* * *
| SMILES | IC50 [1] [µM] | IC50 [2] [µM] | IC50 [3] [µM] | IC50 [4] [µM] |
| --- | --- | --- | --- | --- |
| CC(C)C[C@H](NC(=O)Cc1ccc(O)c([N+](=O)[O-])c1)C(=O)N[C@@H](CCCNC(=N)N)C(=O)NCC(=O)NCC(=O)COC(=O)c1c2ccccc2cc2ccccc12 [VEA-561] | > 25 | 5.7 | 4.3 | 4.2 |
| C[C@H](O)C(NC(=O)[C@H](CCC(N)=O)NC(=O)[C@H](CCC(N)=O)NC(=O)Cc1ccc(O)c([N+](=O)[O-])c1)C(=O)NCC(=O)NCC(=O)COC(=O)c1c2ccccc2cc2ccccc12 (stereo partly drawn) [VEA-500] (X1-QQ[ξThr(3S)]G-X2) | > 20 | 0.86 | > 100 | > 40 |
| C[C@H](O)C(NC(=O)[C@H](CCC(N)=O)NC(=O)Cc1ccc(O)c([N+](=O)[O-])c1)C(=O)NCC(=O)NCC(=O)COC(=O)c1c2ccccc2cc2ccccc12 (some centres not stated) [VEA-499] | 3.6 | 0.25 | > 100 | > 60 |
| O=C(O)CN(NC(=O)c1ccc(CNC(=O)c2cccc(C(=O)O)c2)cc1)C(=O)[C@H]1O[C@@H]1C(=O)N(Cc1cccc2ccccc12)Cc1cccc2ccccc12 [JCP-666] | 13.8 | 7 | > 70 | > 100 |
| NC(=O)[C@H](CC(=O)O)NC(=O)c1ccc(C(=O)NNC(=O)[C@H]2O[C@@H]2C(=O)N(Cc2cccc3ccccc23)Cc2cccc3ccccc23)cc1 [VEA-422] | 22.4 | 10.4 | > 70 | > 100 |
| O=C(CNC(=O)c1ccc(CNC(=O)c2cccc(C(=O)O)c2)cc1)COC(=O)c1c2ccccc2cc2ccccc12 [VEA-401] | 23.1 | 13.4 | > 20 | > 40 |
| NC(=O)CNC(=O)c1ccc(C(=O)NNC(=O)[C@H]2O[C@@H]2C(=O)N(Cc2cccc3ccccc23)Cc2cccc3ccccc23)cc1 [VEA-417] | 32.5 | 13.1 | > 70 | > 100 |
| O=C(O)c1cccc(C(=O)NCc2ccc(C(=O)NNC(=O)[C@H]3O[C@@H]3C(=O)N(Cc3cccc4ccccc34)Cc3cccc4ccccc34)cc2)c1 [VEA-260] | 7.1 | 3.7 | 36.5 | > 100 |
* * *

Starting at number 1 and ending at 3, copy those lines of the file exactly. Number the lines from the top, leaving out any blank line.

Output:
| SMILES | IC50 [1] [µM] | IC50 [2] [µM] | IC50 [3] [µM] | IC50 [4] [µM] |
| --- | --- | --- | --- | --- |
| CC(C)C[C@H](NC(=O)Cc1ccc(O)c([N+](=O)[O-])c1)C(=O)N[C@@H](CCCNC(=N)N)C(=O)NCC(=O)NCC(=O)COC(=O)c1c2ccccc2cc2ccccc12 [VEA-561] | > 25 | 5.7 | 4.3 | 4.2 |